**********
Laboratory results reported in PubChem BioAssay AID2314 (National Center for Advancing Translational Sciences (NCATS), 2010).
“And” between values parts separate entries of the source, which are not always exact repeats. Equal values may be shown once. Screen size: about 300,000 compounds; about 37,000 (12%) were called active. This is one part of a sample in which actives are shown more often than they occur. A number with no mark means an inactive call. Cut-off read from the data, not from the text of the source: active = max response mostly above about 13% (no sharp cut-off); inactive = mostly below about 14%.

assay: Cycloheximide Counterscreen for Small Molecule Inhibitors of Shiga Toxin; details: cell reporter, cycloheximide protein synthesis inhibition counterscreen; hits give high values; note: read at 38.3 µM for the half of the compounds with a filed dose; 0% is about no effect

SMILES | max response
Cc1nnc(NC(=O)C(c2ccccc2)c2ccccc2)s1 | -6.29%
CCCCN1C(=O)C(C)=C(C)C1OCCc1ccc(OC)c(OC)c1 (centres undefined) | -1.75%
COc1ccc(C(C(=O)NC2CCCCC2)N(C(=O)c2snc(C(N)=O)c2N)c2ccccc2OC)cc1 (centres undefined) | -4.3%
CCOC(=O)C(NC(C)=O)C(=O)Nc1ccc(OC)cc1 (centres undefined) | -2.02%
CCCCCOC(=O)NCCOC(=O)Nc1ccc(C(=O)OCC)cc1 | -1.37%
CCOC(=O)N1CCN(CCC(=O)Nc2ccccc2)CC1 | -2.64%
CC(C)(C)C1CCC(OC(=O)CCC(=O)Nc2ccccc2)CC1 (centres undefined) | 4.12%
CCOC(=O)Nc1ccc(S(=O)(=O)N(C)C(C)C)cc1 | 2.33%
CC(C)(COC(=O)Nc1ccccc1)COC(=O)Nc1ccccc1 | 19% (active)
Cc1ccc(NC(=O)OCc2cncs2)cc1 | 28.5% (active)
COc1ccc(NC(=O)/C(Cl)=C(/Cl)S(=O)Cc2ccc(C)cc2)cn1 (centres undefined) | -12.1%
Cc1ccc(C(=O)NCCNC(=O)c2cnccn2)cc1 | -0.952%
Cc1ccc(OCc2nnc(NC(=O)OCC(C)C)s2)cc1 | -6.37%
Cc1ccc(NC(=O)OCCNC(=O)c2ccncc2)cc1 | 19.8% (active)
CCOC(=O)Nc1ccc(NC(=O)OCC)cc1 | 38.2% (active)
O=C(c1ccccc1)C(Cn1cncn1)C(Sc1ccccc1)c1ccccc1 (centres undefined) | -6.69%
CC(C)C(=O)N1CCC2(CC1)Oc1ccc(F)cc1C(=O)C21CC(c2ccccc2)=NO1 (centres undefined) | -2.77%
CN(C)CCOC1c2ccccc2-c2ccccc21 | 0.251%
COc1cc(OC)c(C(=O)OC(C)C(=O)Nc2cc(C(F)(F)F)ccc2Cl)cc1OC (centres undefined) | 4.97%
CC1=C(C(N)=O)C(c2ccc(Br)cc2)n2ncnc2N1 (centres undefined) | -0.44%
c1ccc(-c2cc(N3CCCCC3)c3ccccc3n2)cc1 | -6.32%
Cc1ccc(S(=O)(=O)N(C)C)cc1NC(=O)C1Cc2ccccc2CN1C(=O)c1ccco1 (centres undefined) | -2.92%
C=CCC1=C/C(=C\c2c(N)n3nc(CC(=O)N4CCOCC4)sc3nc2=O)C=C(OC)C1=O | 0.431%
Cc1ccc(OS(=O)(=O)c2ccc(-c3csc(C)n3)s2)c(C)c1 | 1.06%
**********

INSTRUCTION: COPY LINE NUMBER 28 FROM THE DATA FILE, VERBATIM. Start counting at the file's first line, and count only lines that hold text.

Cc1ccc(OS(=O)(=O)c2ccc(-c3csc(C)n3)s2)c(C)c1 | 1.06%